How to Help Adjuncts

Gwendolyn Bradley offers suggestions for administrators or chairs who want to improve working conditions for contingent faculty members.

March 13, 2007

Occasionally I make presentations to groups of administrators and department chairs about the issue of contingent faculty -- that portion of the professoriate, now well over half, who work in insecure, untenured and untenurable part- or full-time appointments. I argue, as the  American Association of University Professors has argued for years, that the widespread and ever-increasing reliance on contingent teachers and researchers is a major threat to the quality and stability of higher education, since it undermines academic freedom, shared governance, and traditional academic values.

In case there is any doubt, I point out that this threat stems from the working conditions of contingent faculty, usually imposed by administration, not from the individuals doing the contingent work. If the main purpose of higher education is, as its name seems to suggest, education, does it not make sense to direct the bulk of resources into a highly qualified, well-supported faculty instead of into facilities, technology, and sky-high presidential salaries?

I’ve been pleasantly surprised by how many people in the room tend to agree with me -- though perhaps this only indicates how bad the problem has gotten. With 65 percent of the faculty now off the tenure track and 46 percent holding part-time appointments, it’s getting pretty hard to keep our heads in the sand. But what, audience members want to know, can they as department chairs or mid-level administrators do about this? What do contingent faculty need?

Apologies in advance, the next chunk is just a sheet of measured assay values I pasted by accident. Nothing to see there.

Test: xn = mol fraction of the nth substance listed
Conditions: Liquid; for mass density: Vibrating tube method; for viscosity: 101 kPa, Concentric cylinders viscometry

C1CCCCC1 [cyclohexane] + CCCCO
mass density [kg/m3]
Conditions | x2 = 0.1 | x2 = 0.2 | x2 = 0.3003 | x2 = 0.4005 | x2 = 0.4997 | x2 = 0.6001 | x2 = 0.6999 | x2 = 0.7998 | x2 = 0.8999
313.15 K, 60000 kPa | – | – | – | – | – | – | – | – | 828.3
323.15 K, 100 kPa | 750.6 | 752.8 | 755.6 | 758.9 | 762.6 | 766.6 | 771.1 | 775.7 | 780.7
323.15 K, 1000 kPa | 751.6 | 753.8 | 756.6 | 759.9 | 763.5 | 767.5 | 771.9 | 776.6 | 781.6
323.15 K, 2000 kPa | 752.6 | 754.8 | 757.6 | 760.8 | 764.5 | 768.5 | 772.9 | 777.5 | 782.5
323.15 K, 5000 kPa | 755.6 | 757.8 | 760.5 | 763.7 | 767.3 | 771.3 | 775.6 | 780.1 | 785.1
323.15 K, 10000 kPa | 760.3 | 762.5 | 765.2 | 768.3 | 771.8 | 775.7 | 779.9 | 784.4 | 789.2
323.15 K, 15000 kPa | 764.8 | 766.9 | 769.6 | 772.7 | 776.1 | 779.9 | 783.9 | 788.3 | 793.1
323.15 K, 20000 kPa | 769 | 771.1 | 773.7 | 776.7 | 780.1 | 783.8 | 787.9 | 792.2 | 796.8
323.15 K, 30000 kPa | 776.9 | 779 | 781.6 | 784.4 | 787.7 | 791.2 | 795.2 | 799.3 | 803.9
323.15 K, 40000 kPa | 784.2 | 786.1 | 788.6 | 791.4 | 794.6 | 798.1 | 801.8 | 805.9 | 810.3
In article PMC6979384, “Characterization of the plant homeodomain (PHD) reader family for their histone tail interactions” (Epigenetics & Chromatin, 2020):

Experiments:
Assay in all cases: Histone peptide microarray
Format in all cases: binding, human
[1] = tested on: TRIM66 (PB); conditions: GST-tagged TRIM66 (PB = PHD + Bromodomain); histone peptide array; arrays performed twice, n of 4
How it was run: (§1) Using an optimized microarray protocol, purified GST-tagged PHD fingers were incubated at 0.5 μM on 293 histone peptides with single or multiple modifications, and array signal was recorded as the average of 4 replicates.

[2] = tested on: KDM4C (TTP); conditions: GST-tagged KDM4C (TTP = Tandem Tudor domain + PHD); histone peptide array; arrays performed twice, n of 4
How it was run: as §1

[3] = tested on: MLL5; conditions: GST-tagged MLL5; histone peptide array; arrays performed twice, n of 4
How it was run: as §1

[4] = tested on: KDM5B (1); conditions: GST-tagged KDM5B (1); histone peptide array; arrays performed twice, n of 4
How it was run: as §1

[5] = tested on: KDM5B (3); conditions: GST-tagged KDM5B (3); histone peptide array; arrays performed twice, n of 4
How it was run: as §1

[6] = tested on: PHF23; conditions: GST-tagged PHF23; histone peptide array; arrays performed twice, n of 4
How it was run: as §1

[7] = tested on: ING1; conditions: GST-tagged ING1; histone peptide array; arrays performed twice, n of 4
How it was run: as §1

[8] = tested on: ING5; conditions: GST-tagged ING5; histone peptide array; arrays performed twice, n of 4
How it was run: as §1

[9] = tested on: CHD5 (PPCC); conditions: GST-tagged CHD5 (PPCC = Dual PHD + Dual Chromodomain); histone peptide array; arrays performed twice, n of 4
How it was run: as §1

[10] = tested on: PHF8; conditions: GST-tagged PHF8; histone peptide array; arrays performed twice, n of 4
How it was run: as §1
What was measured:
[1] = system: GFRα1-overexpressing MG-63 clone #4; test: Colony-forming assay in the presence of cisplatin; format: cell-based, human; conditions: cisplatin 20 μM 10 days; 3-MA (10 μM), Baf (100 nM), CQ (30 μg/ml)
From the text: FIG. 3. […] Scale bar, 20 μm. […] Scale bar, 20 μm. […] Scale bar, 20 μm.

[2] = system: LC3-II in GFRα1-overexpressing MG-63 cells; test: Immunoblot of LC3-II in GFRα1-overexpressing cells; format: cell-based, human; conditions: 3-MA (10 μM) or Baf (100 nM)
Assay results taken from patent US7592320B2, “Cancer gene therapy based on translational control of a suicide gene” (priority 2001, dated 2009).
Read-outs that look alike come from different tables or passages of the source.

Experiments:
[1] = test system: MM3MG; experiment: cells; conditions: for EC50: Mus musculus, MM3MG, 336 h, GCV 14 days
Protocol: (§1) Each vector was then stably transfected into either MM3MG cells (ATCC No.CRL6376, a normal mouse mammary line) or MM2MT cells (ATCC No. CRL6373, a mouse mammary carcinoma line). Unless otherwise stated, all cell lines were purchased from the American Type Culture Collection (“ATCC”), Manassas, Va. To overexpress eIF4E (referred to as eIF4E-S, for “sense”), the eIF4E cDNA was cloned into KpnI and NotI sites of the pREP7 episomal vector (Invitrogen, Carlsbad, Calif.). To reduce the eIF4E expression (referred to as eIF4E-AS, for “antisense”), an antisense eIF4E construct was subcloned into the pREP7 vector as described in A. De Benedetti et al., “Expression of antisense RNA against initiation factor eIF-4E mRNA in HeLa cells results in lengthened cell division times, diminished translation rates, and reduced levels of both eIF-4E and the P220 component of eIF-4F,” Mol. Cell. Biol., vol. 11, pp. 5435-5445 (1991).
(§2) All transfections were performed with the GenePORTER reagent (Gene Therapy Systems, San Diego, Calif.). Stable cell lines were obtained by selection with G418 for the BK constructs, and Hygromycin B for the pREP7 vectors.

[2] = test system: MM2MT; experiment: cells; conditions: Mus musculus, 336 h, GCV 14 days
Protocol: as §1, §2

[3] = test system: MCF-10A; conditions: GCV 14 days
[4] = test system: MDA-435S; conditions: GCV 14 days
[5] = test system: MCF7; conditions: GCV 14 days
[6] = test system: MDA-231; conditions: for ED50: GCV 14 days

What contingent faculty need, of course, are non-contingent appointments. They need academic freedom protected by tenure and they need adequate compensation and professional support. The most important thing that administrators and chairs can do, both for contingent faculty and for their students, is to fight for this standard whenever they can -- and many do, and some are successful.

But, as I am often reminded, we need to be “realistic.” And the reality is that many contingent faculty members, and especially many part-time contingent faculty members, face working conditions that are very far from this standard, and are employed at institutions where the creation of more tenure-track positions is unlikely to happen soon. That’s why the AAUP has adopted policies  to improve job security and due process for individuals who do hold contingent appointments at the same time that we illuminate the negative consequences of the proliferation of such appointments. The AAUP’s 2006 Recommended Institutional Regulation on Part-Time Faculty recommends the following, among other things:

  • State the terms and conditions of every appointment in writing.
  • Allow for a hearing if a part-time faculty member is dismissed before the end of the term.
  • If part-time faculty members are not reappointed, give reasons.
  • For part-time faculty who have served for three or more terms within three years, give notice of reappointment a month before the term’s end, even if it is conditional on enrollment or other considerations.
  • Provide very long term part-time faculty -- those who have taught at least twelve courses or six terms within seven years- -- with a comprehensive review that results in either part-time tenure, appointment with part-time continuing service, or non-reappointment.

Similarly, administrators and chairs can fight to preserve and increase tenure lines whenever possible -- often a complicated and long-term battle -- and take immediate steps to improve working conditions for the contingent faculty currently employed in their departments and programs.

The key to improving working conditions, of course, is ensuring that all faculty members have a voice in decision-making, so that they can identify the issues that are most important to them. The following suggestions, gathered in conversations and e-mail exchanges with a variety of contingent faculty members, might serve as a starting point for discussing the working conditions at your institution, any problems that should be remedied, and benefits that could be added, either for every part-time faculty member or for those with seniority.

Basic Tools and Access